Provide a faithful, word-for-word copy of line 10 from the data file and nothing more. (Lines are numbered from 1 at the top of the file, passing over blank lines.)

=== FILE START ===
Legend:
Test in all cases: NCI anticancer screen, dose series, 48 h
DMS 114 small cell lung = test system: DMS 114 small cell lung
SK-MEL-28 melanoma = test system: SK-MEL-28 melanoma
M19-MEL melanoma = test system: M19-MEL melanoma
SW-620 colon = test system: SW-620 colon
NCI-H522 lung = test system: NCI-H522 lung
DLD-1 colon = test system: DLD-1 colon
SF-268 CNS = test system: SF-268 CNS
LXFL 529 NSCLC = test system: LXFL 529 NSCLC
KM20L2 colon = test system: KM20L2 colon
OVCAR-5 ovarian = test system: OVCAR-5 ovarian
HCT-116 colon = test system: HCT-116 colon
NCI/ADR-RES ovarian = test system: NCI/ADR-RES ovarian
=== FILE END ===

LXFL 529 NSCLC = test system: LXFL 529 NSCLC